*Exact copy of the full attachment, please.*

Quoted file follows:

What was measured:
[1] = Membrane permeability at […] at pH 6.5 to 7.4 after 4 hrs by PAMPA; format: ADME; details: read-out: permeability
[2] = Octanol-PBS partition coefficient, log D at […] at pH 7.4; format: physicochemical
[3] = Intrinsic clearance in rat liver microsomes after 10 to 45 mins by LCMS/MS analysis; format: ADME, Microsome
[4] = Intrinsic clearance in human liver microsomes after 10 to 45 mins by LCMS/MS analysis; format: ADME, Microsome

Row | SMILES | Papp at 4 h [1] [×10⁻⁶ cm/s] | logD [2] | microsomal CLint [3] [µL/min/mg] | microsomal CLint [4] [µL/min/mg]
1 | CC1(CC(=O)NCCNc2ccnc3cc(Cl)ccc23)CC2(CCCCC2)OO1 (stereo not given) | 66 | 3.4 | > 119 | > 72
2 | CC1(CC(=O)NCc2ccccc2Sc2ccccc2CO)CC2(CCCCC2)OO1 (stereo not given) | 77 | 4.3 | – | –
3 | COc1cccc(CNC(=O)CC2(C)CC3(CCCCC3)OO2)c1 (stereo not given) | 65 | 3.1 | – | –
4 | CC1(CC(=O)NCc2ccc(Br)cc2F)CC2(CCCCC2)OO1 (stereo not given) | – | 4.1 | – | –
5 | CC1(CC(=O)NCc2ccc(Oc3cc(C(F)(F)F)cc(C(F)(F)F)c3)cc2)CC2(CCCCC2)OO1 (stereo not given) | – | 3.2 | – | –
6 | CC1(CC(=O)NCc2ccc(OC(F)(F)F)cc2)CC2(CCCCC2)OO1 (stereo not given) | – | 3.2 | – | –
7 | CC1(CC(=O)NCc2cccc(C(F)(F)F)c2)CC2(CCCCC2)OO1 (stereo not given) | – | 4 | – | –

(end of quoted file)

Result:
What was measured:
[1] = Membrane permeability at […] at pH 6.5 to 7.4 after 4 hrs by PAMPA; format: ADME; details: read-out: permeability
[2] = Octanol-PBS partition coefficient, log D at […] at pH 7.4; format: physicochemical
[3] = Intrinsic clearance in rat liver microsomes after 10 to 45 mins by LCMS/MS analysis; format: ADME, Microsome
[4] = Intrinsic clearance in human liver microsomes after 10 to 45 mins by LCMS/MS analysis; format: ADME, Microsome

Row | SMILES | Papp at 4 h [1] [×10⁻⁶ cm/s] | logD [2] | microsomal CLint [3] [µL/min/mg] | microsomal CLint [4] [µL/min/mg]
1 | CC1(CC(=O)NCCNc2ccnc3cc(Cl)ccc23)CC2(CCCCC2)OO1 (stereo not given) | 66 | 3.4 | > 119 | > 72
2 | CC1(CC(=O)NCc2ccccc2Sc2ccccc2CO)CC2(CCCCC2)OO1 (stereo not given) | 77 | 4.3 | – | –
3 | COc1cccc(CNC(=O)CC2(C)CC3(CCCCC3)OO2)c1 (stereo not given) | 65 | 3.1 | – | –
4 | CC1(CC(=O)NCc2ccc(Br)cc2F)CC2(CCCCC2)OO1 (stereo not given) | – | 4.1 | – | –
5 | CC1(CC(=O)NCc2ccc(Oc3cc(C(F)(F)F)cc(C(F)(F)F)c3)cc2)CC2(CCCCC2)OO1 (stereo not given) | – | 3.2 | – | –
6 | CC1(CC(=O)NCc2ccc(OC(F)(F)F)cc2)CC2(CCCCC2)OO1 (stereo not given) | – | 3.2 | – | –
7 | CC1(CC(=O)NCc2cccc(C(F)(F)F)c2)CC2(CCCCC2)OO1 (stereo not given) | – | 4 | – | –